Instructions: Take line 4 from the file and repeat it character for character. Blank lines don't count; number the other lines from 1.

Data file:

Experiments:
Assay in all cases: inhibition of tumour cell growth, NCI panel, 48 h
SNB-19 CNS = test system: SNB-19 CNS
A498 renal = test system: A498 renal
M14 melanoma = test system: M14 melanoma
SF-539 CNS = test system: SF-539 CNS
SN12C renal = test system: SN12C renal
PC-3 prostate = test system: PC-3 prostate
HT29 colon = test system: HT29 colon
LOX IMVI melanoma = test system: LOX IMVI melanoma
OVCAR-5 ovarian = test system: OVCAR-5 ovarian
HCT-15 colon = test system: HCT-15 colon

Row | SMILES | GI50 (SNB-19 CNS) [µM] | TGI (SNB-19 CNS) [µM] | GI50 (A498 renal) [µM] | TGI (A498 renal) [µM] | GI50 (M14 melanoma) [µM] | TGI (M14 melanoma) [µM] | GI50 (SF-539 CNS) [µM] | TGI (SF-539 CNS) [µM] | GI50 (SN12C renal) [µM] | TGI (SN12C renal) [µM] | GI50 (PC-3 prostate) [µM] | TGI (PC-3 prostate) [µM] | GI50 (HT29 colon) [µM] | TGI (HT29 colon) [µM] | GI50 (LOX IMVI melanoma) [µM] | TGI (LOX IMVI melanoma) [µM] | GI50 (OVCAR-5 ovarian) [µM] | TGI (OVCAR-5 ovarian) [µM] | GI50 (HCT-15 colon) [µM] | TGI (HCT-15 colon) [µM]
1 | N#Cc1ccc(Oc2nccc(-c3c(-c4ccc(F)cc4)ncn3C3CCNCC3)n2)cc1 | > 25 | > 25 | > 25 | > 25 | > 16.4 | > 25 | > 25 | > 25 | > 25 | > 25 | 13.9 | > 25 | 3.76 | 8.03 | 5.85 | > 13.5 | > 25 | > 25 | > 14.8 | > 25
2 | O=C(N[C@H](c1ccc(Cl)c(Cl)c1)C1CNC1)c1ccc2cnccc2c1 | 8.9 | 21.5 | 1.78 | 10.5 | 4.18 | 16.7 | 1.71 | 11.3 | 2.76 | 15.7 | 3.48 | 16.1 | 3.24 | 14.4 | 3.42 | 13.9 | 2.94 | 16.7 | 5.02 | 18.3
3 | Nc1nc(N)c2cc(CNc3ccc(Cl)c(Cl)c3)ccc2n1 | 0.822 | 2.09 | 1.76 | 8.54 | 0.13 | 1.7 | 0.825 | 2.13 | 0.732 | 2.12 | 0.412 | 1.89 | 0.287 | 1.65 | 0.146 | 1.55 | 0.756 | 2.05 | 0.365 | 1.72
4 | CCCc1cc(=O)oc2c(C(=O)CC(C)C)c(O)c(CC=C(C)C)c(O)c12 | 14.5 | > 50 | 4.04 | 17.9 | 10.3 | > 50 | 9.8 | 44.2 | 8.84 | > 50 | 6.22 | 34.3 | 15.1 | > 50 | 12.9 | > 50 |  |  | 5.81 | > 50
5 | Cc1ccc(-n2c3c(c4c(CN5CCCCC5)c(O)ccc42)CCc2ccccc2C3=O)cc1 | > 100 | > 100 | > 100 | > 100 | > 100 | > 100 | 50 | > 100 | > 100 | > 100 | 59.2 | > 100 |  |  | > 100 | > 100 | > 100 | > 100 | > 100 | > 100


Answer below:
A498 renal = test system: A498 renal